November-December 2009 Quick Links, Part 2
By Eric Goldman
* Want Ad Digest Inc. v. Display Advertising Inc. (N.D.N.Y. Sept. 3, 2009). A classified ads publisher wants to stop a competitor from republishing its classified ads. The court said that advertisers, not the publisher, generally own the copyrights to each individual ad, but the publisher claimed it had edited those ads sufficient to claim a copyright interest in them as well. This factual allegation prevented summary judgment. The publisher also claimed a compilation copyright based on the organization of individual ads into various headings and subheadings. The court said that the placement of ads within headings and the headings themselves weren’t protectable. The organization of subheadings might support a compilation copyright, but the republisher didn’t use the same organization and therefore didn’t violate any compilation copyright. A little known fact: one of my key summer associate projects in 1993 was to analyze republication of classified ads. Note to my assigning attorney: it may be 16 years later, but I think I got my analysis right!
* Moberg v. 33T LLC, 08-625(NLH) (D. Del. Oct. 6, 2009). Publication of a photo on a German website does not constitute “publication” in the United States sufficient to require the copyright owner to register the photo before suing for copyright infringement in a US court.
* Sony v. Tenenbaum. Downloading copyrighted works via peer to peer software isn’t fair use (something we already knew from BMG v. Gonzalez), but it might have been a closer call with a better litigation strategy by the defense.
* Rebecca on EsNtion Records v. TritonTM, an impressive copyright infringement and 1202 defense win.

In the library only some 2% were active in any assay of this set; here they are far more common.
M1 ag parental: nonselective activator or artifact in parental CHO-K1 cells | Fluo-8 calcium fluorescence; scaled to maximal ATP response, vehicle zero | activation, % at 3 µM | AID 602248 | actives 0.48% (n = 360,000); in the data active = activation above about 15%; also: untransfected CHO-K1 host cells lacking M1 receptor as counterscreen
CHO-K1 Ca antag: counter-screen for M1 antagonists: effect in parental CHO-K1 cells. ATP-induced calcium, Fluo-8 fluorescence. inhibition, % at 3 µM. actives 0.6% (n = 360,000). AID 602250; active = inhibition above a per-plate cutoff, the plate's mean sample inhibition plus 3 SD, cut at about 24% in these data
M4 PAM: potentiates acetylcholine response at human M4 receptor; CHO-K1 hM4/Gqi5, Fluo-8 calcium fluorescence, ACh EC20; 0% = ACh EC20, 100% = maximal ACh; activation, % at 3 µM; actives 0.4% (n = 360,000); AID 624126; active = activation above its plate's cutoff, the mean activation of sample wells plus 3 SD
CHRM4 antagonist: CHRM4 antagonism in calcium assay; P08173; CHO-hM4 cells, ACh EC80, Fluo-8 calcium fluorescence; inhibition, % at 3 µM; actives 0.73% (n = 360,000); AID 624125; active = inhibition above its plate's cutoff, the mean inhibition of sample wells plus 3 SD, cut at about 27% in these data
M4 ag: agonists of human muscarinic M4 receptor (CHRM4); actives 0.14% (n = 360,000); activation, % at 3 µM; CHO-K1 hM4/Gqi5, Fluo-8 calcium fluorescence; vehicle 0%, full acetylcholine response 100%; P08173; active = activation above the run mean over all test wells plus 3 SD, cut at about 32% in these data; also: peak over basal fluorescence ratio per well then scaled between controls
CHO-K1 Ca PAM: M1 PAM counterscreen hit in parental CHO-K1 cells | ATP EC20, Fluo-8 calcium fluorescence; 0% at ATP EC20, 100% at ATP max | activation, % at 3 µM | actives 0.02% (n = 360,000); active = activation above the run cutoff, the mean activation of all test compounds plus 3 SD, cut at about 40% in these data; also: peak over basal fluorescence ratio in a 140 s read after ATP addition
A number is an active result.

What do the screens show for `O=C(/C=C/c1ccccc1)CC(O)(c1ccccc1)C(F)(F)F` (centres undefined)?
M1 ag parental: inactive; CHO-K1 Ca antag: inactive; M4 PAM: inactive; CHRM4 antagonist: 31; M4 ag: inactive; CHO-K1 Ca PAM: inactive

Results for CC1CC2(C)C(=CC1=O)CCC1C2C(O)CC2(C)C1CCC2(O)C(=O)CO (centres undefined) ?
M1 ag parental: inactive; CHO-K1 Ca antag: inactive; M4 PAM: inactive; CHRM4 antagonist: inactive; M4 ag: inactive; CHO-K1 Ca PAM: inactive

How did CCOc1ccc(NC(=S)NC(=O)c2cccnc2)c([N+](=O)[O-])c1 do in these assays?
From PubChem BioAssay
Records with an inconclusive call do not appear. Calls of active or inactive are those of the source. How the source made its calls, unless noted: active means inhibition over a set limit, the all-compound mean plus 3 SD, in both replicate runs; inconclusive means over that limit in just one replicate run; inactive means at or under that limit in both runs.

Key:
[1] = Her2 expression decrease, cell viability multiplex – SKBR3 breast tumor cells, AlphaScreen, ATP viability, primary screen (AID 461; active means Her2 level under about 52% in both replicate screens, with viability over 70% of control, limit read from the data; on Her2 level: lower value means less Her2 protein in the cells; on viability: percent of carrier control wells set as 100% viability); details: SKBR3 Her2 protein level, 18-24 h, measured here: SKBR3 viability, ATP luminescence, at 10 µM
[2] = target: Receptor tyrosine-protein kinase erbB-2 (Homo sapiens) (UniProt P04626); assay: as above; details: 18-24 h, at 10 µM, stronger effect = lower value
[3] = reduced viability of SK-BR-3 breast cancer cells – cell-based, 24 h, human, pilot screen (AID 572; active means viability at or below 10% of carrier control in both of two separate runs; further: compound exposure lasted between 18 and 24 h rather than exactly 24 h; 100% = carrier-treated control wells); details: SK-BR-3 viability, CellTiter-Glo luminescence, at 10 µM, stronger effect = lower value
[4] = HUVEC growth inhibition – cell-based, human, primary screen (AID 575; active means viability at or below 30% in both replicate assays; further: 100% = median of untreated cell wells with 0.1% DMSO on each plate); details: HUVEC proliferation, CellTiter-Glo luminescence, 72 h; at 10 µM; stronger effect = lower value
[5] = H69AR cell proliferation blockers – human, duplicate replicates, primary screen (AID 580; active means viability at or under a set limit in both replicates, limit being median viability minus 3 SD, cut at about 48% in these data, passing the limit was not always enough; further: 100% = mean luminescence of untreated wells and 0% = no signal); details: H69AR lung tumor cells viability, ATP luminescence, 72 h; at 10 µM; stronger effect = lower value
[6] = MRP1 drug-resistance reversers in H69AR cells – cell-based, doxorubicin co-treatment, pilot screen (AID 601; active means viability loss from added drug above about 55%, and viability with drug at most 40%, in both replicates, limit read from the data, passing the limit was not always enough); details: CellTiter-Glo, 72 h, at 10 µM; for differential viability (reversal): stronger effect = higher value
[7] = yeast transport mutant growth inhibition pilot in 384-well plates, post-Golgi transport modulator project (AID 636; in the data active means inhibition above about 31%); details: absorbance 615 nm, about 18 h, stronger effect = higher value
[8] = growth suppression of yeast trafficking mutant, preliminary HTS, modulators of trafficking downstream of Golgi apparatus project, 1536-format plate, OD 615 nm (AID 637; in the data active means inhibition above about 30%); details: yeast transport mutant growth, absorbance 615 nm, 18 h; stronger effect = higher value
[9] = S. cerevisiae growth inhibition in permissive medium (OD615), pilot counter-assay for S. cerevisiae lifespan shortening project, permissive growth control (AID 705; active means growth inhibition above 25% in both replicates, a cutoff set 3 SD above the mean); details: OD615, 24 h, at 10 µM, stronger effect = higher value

* The FTC thinks virtual worlds should clean up their act to keep kids away from online porn.
* Prof. Miriam Cherry on employment law issues in virtual worlds.
* Marine Pile Drivers, LLC v. East Coast Marine Pile Drivers, LLC, 2009 WL 3753526 (W.D. La. Nov. 9, 2009). Allegedly defamatory blog post gives rise to jurisdiction in the plaintiff’s home court.
* Salyer v. The Southern Poverty Law Center, Inc., 2009 WL 4758736 (W.D. Ky. Dec. 7, 2009). The CMLP page. Subsequently linking to and referencing an allegedly defamatory online article does not reset the statute of limitations under the single publication rule.
* Colette Vogele put together an excellent presentation discussing plaintiff-side considerations when pursuing anonymous posters.
* The FTC and other agencies have promulgated model Gramm-Leach-Bliley privacy policies. Five years in the making and battled tested by consumers. The instructions are pretty specific about font size, font color, page orientation, etc. Although the tabular format should make scanning the notices easier, it will be interesting to see if these notices actually do a better job than the current notices on any dimension that matters.
* LA Times: An in-depth look at Facebook’s “judicial system.”